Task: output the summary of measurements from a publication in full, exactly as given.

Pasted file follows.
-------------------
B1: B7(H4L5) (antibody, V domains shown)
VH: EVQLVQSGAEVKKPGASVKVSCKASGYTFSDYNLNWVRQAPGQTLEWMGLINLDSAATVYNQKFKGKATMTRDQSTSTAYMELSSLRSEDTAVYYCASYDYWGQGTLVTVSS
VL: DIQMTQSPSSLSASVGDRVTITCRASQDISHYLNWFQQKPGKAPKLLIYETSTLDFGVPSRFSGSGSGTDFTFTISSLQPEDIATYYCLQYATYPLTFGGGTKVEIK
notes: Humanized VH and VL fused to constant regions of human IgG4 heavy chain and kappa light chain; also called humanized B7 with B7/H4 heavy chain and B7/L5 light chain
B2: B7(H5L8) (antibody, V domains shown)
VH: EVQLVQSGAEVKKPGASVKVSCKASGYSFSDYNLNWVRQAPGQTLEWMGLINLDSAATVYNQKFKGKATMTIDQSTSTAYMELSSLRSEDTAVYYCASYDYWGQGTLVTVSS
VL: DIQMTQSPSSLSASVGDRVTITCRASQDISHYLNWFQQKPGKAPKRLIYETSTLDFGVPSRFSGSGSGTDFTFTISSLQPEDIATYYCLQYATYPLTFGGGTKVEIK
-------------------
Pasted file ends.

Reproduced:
B1: B7(H4L5) (antibody, V domains shown)
VH: EVQLVQSGAEVKKPGASVKVSCKASGYTFSDYNLNWVRQAPGQTLEWMGLINLDSAATVYNQKFKGKATMTRDQSTSTAYMELSSLRSEDTAVYYCASYDYWGQGTLVTVSS
VL: DIQMTQSPSSLSASVGDRVTITCRASQDISHYLNWFQQKPGKAPKLLIYETSTLDFGVPSRFSGSGSGTDFTFTISSLQPEDIATYYCLQYATYPLTFGGGTKVEIK
notes: Humanized VH and VL fused to constant regions of human IgG4 heavy chain and kappa light chain; also called humanized B7 with B7/H4 heavy chain and B7/L5 light chain
B2: B7(H5L8) (antibody, V domains shown)
VH: EVQLVQSGAEVKKPGASVKVSCKASGYSFSDYNLNWVRQAPGQTLEWMGLINLDSAATVYNQKFKGKATMTIDQSTSTAYMELSSLRSEDTAVYYCASYDYWGQGTLVTVSS
VL: DIQMTQSPSSLSASVGDRVTITCRASQDISHYLNWFQQKPGKAPKRLIYETSTLDFGVPSRFSGSGSGTDFTFTISSLQPEDIATYYCLQYATYPLTFGGGTKVEIK